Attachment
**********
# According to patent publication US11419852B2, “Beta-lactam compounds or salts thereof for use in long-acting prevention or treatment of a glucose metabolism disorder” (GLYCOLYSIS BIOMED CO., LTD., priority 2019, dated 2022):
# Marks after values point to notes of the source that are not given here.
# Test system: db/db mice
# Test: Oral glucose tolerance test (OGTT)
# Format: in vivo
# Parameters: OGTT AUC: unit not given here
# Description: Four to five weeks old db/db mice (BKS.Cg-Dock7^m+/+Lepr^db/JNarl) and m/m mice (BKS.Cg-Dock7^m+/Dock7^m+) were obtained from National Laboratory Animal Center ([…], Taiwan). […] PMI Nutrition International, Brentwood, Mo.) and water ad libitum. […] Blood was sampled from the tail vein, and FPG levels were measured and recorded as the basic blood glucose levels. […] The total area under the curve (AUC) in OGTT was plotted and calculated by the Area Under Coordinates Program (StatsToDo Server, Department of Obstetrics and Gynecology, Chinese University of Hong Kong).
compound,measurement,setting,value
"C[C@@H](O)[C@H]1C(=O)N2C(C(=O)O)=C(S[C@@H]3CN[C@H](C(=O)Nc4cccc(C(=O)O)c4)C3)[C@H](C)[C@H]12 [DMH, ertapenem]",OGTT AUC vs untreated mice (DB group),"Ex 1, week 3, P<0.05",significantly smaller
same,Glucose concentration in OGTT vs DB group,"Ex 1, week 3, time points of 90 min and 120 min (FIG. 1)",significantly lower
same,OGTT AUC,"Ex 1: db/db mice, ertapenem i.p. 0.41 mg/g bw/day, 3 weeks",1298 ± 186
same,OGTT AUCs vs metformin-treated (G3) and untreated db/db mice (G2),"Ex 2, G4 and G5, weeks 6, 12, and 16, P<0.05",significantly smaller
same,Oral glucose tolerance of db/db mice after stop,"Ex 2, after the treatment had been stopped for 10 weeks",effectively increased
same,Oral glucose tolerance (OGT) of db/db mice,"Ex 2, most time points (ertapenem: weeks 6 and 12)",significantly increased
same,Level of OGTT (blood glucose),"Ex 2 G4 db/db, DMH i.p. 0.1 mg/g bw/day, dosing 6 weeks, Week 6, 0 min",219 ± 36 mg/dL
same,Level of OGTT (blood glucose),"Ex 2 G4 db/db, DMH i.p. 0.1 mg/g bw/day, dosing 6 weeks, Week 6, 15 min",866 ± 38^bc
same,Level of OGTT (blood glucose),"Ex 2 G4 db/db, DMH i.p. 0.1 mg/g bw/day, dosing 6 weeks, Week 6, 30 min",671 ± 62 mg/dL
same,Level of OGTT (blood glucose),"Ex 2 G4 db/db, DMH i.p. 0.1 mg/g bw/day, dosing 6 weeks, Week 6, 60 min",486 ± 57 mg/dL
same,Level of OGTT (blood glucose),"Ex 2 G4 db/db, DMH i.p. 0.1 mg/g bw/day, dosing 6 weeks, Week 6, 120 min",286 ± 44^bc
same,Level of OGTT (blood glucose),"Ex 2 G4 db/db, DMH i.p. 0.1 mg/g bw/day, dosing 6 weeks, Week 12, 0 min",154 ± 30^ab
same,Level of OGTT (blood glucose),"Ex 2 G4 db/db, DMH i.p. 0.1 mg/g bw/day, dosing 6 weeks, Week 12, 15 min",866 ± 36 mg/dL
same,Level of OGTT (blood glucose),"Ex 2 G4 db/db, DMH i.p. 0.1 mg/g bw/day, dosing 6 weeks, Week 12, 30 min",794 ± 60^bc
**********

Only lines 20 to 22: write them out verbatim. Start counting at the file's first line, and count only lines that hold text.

same,Level of OGTT (blood glucose),"Ex 2 G4 db/db, DMH i.p. 0.1 mg/g bw/day, dosing 6 weeks, Week 12, 0 min",154 ± 30^ab
same,Level of OGTT (blood glucose),"Ex 2 G4 db/db, DMH i.p. 0.1 mg/g bw/day, dosing 6 weeks, Week 12, 15 min",866 ± 36 mg/dL
same,Level of OGTT (blood glucose),"Ex 2 G4 db/db, DMH i.p. 0.1 mg/g bw/day, dosing 6 weeks, Week 12, 30 min",794 ± 60^bc